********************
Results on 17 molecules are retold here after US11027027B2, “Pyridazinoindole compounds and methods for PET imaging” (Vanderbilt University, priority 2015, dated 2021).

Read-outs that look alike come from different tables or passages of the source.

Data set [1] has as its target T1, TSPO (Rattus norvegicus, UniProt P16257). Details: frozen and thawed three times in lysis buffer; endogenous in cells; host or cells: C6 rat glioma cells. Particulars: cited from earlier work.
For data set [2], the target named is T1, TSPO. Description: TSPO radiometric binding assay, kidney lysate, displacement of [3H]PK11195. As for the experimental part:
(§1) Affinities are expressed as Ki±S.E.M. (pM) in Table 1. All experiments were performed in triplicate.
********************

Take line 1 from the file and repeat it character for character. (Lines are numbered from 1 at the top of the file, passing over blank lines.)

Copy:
Results on 17 molecules are retold here after US11027027B2, “Pyridazinoindole compounds and methods for PET imaging” (Vanderbilt University, priority 2015, dated 2021).